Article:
Financial services are top target for cyber crooks
Cyber fraud attempts targeting South African organisations increased 187% in the first four months of 2021, compared to the last four months of 2020.
This is according to consumer credit reporting agency TransUnion’s quarterly fraud report, which provides an analysis of global cyber crime trends.
The findings, which show fraudsters are ramping up their efforts mostly in the financial services industry, are based on intelligence from billions of transactions and more than 40 000 Web sites and apps contained in the consumer credit reporting agency’s identity proofing and fraud analytics solution suite –TransUnion TruValidate.
TransUnion monitors digital fraud attempts reported by businesses in varied industries, such as financial services, healthcare, insurance, retail, telecommunications, gambling and gaming.
According to the report, as more consumers went online for banking and other financial transactions, the percentage of suspected digital fraud attempts in financial services across the globe increased 149%, when comparing the last four months of 2020 and the first four months of 2021.
Across industries, the rate of suspected digital fraud attempts globally rose 24%, when comparing the first four months of 2021 with the last four months of 2020. In SA, the overall percentage of fraud attempts across industries increased by 7% during the same time period, according to the report.
“The rate of fraud attempts is up globally, and especially in the financial services industry, because fraudsters understand this is where the most high-value transactions are taking place,” says Shai Cohen, senior VP of Global Fraud Solutions at TransUnion.
“We are seeing more financial services organisations implement fraud prevention solutions with some success, though our findings make it clear this is not the time to relax. As the economy begins to open up and perform better, businesses need to do even better to ensure they are providing a secure marketplace that offers friction-right experiences to consumers.”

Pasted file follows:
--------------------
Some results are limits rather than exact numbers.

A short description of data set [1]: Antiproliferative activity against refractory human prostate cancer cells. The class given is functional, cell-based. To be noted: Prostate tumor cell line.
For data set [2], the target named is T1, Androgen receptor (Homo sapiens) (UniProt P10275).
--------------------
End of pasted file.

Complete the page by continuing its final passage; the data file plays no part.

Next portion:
A secure marketplace is of special importance, as COVID-19 accelerated the shift to digital financial transactions, addsCohen.
In late September 2020, 40% of consumers with a financial account said in a TransUnion-commissioned survey that they are using digital platforms more frequently since the onset of the pandemic. The same survey found 60% of consumers said the majority of their financial transactions are conducted via mobile applications.
After the financial services sector, the travel and leisure sector had the second highest cyber fraud attempts, with an increase of 29.47%, followed by online communities (online dating, forums) which reported a 22.66% increase. The gaming, insurance and retail industries showed the least number of attempts, with -39.30%,-28.45% and -10.28%, respectively.
TransUnion defines identity theft as the top type of digital fraud in financial services. The second and third most reported types of digital fraud were first-party application fraud and account takeover, respectively.
“An interesting dynamic is playing out where we are seeing other industries facing far fewer suspected fraud attempts than what has been observed in financial services. In some cases, we are seeing a decline in such fraud attempts,” says Keith Wardell, product director at TransUnion Africa.
“The key takeaway for businesses is that fraudsters do not treat every industry equally. They often pick and choose an industry to focus on, based on the time of year or what businesses are seeing more transactional activity. At times, fraud attempts are simply conducted at random, simply to determine if businesses are prepared to meet their challenges.”